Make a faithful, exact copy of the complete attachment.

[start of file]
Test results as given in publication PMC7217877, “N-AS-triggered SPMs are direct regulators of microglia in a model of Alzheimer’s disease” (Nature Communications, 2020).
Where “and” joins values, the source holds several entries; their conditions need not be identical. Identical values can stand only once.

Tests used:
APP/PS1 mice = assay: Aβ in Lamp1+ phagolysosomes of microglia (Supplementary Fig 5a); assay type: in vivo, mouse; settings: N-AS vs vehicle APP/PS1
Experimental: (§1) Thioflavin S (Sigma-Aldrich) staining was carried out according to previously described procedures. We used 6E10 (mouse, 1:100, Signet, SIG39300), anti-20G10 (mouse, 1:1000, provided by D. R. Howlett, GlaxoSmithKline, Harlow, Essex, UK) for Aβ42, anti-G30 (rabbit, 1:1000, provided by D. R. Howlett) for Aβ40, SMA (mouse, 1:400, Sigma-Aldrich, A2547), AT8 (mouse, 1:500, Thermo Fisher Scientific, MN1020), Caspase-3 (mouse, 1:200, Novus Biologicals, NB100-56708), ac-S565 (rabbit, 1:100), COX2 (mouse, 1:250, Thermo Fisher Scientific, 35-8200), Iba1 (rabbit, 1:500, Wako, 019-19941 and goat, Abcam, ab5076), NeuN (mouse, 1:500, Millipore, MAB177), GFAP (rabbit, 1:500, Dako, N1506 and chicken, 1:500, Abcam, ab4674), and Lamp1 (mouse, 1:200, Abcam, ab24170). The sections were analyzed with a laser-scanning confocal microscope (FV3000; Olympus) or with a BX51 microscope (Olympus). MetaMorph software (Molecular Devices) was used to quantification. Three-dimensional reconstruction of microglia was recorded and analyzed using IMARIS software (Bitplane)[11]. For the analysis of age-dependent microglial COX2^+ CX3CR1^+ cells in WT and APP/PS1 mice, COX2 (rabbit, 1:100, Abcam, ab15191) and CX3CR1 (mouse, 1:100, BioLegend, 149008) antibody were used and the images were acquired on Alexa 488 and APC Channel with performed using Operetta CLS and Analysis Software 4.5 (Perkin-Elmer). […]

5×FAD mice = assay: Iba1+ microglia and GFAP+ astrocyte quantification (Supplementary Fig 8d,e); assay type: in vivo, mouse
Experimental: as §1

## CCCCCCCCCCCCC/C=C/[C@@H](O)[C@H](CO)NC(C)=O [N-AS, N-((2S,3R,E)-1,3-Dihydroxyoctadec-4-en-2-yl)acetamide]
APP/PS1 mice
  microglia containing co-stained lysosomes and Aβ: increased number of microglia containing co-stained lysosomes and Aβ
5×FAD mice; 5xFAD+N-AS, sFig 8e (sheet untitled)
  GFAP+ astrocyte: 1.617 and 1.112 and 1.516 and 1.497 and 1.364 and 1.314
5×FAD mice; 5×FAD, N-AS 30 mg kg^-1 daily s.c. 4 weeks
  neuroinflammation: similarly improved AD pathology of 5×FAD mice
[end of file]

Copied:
Test results as given in publication PMC7217877, “N-AS-triggered SPMs are direct regulators of microglia in a model of Alzheimer’s disease” (Nature Communications, 2020).
Where “and” joins values, the source holds several entries; their conditions need not be identical. Identical values can stand only once.

Tests used:
APP/PS1 mice = assay: Aβ in Lamp1+ phagolysosomes of microglia (Supplementary Fig 5a); assay type: in vivo, mouse; settings: N-AS vs vehicle APP/PS1
Experimental: (§1) Thioflavin S (Sigma-Aldrich) staining was carried out according to previously described procedures. We used 6E10 (mouse, 1:100, Signet, SIG39300), anti-20G10 (mouse, 1:1000, provided by D. R. Howlett, GlaxoSmithKline, Harlow, Essex, UK) for Aβ42, anti-G30 (rabbit, 1:1000, provided by D. R. Howlett) for Aβ40, SMA (mouse, 1:400, Sigma-Aldrich, A2547), AT8 (mouse, 1:500, Thermo Fisher Scientific, MN1020), Caspase-3 (mouse, 1:200, Novus Biologicals, NB100-56708), ac-S565 (rabbit, 1:100), COX2 (mouse, 1:250, Thermo Fisher Scientific, 35-8200), Iba1 (rabbit, 1:500, Wako, 019-19941 and goat, Abcam, ab5076), NeuN (mouse, 1:500, Millipore, MAB177), GFAP (rabbit, 1:500, Dako, N1506 and chicken, 1:500, Abcam, ab4674), and Lamp1 (mouse, 1:200, Abcam, ab24170). The sections were analyzed with a laser-scanning confocal microscope (FV3000; Olympus) or with a BX51 microscope (Olympus). MetaMorph software (Molecular Devices) was used to quantification. Three-dimensional reconstruction of microglia was recorded and analyzed using IMARIS software (Bitplane)[11]. For the analysis of age-dependent microglial COX2^+ CX3CR1^+ cells in WT and APP/PS1 mice, COX2 (rabbit, 1:100, Abcam, ab15191) and CX3CR1 (mouse, 1:100, BioLegend, 149008) antibody were used and the images were acquired on Alexa 488 and APC Channel with performed using Operetta CLS and Analysis Software 4.5 (Perkin-Elmer). […]

5×FAD mice = assay: Iba1+ microglia and GFAP+ astrocyte quantification (Supplementary Fig 8d,e); assay type: in vivo, mouse
Experimental: as §1

## CCCCCCCCCCCCC/C=C/[C@@H](O)[C@H](CO)NC(C)=O [N-AS, N-((2S,3R,E)-1,3-Dihydroxyoctadec-4-en-2-yl)acetamide]
APP/PS1 mice
  microglia containing co-stained lysosomes and Aβ: increased number of microglia containing co-stained lysosomes and Aβ
5×FAD mice; 5xFAD+N-AS, sFig 8e (sheet untitled)
  GFAP+ astrocyte: 1.617 and 1.112 and 1.516 and 1.497 and 1.364 and 1.314
5×FAD mice; 5×FAD, N-AS 30 mg kg^-1 daily s.c. 4 weeks
  neuroinflammation: similarly improved AD pathology of 5×FAD mice